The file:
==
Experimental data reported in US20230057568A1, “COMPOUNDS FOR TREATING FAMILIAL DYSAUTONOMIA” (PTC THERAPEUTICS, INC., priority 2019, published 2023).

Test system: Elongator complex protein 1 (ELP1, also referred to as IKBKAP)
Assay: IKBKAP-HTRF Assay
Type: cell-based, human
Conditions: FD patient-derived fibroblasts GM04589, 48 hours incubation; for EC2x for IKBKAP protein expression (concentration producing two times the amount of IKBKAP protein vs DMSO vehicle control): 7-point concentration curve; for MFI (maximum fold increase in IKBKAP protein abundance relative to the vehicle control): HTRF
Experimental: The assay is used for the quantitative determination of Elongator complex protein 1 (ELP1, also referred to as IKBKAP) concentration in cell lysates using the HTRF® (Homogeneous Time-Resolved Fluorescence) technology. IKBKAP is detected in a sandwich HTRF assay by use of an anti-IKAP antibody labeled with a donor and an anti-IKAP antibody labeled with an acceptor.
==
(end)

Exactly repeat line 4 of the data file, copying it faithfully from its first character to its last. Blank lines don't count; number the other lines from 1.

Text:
Type: cell-based, human